MLA Works Cited
Dean, Cornelia. “Executive on a Mission: Saving the Planet.” The New York Times, 22 May 2007, http://www.nytimes.com/2007/05/22/science/earth/22ander.html?_r=0. Accessed 12 May 2016.
Ebert, Roger. Review of An Inconvenient Truth, directed by Davis Guggenheim. rogerebert.com, 1 June 2006, http://www.rogerebert.com/reviews/an-inconvenient-truth-2006. Accessed 15 June 2016.
Gowdy, John. “Avoiding Self-organized Extinction: Toward a Co-evolutionary Economics of Sustainability.” International Journal of Sustainable Development and World Ecology, vol. 14, no. 1, 2007, pp. 27-36.
Paraphrase v Summary v Quoting
Students are normally accused of plagiarism when the are trying to paraphrase. It is usually by mistake. In order to avoid plagiarism, here are some tips:
- Take notes
- Annotate Sources
- Make sure you cite
- Save multiple drafts
How would you like someone to work with you on your paper?
Peer edit the same way you revise your own work. Work on the global, higher order concerns, first.
Be specific in identifying problems or opportunities. Point to places in the text where you notice something. Don’t say organization is confusing, show them where it is confusing.
Use clear sentences and thoughts when commenting. Don’t just say awkward, explain what it is you find awkward.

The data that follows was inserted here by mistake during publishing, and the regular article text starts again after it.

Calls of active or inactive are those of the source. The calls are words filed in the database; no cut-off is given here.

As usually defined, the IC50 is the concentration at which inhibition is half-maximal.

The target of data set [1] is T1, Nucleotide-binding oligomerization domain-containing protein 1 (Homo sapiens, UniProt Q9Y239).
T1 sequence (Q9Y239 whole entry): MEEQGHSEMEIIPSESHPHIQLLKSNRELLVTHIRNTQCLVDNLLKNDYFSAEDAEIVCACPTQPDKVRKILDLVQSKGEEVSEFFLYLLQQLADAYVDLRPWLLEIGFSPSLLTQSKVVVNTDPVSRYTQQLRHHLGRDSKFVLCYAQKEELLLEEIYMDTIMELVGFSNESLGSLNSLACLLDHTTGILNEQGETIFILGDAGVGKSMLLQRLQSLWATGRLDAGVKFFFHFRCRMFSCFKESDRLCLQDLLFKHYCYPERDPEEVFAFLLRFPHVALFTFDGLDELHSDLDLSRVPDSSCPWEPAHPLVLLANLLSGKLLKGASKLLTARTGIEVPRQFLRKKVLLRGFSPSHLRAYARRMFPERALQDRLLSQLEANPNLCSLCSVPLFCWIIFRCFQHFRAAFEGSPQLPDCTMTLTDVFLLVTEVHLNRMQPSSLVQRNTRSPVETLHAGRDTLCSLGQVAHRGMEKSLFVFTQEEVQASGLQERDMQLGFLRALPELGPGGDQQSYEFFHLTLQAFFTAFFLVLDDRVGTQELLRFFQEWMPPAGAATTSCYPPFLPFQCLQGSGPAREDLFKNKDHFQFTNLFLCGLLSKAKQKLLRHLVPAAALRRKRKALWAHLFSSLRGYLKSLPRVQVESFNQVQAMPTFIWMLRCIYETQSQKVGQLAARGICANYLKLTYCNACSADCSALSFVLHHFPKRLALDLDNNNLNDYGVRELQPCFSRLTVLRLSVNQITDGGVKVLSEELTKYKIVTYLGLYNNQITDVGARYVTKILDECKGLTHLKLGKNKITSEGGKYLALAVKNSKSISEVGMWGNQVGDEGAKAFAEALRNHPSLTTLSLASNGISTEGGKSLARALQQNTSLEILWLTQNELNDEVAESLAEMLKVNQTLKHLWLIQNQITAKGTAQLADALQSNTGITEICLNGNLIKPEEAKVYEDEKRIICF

Offer suggestions for improvement. Don’t just criticize, offer suggestions for revision.
Praise what is good in the paper. What is working well? What did you like?
Keep comments tactful. Treat another’s work the way you would like yours to be treated.
For the last assignment we were creative with our titles. A report title needs to be more specific. Look up some examples and see if you notice any patterns.
Marathons for Women by Susan Wilcox
From Scroll to Screen by Lev Grossman
Wind Technologies Market Report 2012 by U.S. Department of Energy
Here is an example from our class:
21st Century Causes of Deforestation
Find more examples. Come up with your own.
Grading Criteria Report
- Use of Sources and Research
- Organization and structure
- Diversity topic and depth
- Clearly defined and explored topic
- MLA and Sources
- Title and Images
- Word Count, Word Choice, Grammar
What is Academic Writing?
The article “What is Academic Writing?” is a brief introduction to the writing you will be expected to do in college. The article begins by addressing common myths about what academic writing is. Which ones have you heard before? Think of one or two more myths, or ideas of writing, that you have heard before.
- Myth #1: The “Paint by Numbers” myth
- Myth #2: Writers only start writing when they have everything figured out
- Myth #3: Perfect first drafts
- Myth #4: Some got it; I don’t—the genius fallacy
- Myth #5: Good grammar is good writing
- Myth #6: The Five Paragraph Essay
- Myth #7: Never use “I”
Irvin quotes a study by Lee Ann Carroll about the writing students do in college:
What are usually called ‘writing assignments’ in college might more accurately be called ‘literacy tasks’ (7).
What do you think she means here? In a short paragraph, write what you think the author is saying.